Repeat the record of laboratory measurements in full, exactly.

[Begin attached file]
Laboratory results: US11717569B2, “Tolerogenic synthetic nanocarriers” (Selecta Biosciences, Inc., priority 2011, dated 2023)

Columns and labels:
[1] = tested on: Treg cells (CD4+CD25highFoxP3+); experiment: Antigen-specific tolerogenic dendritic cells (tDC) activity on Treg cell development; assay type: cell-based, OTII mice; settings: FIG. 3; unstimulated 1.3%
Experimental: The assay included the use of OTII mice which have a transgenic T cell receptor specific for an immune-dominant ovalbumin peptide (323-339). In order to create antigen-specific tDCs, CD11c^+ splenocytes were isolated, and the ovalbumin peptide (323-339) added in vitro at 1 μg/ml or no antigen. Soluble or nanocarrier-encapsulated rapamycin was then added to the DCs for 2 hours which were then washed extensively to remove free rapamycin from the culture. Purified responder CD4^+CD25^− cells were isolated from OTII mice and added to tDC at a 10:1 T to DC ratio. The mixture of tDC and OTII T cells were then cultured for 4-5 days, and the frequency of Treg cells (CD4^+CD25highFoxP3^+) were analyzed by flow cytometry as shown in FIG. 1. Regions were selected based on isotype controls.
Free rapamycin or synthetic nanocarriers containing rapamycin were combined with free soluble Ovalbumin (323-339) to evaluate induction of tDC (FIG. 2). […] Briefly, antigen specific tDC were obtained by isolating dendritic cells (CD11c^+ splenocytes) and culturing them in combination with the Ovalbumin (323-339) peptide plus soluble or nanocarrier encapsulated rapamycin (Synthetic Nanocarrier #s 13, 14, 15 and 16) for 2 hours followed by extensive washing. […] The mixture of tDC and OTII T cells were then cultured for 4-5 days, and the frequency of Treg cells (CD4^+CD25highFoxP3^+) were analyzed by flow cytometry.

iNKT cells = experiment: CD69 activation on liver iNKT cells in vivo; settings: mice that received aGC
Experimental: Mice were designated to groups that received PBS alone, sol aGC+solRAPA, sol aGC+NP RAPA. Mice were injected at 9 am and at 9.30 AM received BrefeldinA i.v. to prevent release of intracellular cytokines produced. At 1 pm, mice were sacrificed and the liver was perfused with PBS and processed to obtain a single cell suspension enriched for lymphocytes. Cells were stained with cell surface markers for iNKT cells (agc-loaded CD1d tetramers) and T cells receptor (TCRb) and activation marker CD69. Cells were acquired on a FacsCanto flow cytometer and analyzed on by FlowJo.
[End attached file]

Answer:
Laboratory results: US11717569B2, “Tolerogenic synthetic nanocarriers” (Selecta Biosciences, Inc., priority 2011, dated 2023)

Columns and labels:
[1] = tested on: Treg cells (CD4+CD25highFoxP3+); experiment: Antigen-specific tolerogenic dendritic cells (tDC) activity on Treg cell development; assay type: cell-based, OTII mice; settings: FIG. 3; unstimulated 1.3%
Experimental: The assay included the use of OTII mice which have a transgenic T cell receptor specific for an immune-dominant ovalbumin peptide (323-339). In order to create antigen-specific tDCs, CD11c^+ splenocytes were isolated, and the ovalbumin peptide (323-339) added in vitro at 1 μg/ml or no antigen. Soluble or nanocarrier-encapsulated rapamycin was then added to the DCs for 2 hours which were then washed extensively to remove free rapamycin from the culture. Purified responder CD4^+CD25^− cells were isolated from OTII mice and added to tDC at a 10:1 T to DC ratio. The mixture of tDC and OTII T cells were then cultured for 4-5 days, and the frequency of Treg cells (CD4^+CD25highFoxP3^+) were analyzed by flow cytometry as shown in FIG. 1. Regions were selected based on isotype controls.
Free rapamycin or synthetic nanocarriers containing rapamycin were combined with free soluble Ovalbumin (323-339) to evaluate induction of tDC (FIG. 2). […] Briefly, antigen specific tDC were obtained by isolating dendritic cells (CD11c^+ splenocytes) and culturing them in combination with the Ovalbumin (323-339) peptide plus soluble or nanocarrier encapsulated rapamycin (Synthetic Nanocarrier #s 13, 14, 15 and 16) for 2 hours followed by extensive washing. […] The mixture of tDC and OTII T cells were then cultured for 4-5 days, and the frequency of Treg cells (CD4^+CD25highFoxP3^+) were analyzed by flow cytometry.

iNKT cells = experiment: CD69 activation on liver iNKT cells in vivo; settings: mice that received aGC
Experimental: Mice were designated to groups that received PBS alone, sol aGC+solRAPA, sol aGC+NP RAPA. Mice were injected at 9 am and at 9.30 AM received BrefeldinA i.v. to prevent release of intracellular cytokines produced. At 1 pm, mice were sacrificed and the liver was perfused with PBS and processed to obtain a single cell suspension enriched for lymphocytes. Cells were stained with cell surface markers for iNKT cells (agc-loaded CD1d tetramers) and T cells receptor (TCRb) and activation marker CD69. Cells were acquired on a FacsCanto flow cytometer and analyzed on by FlowJo.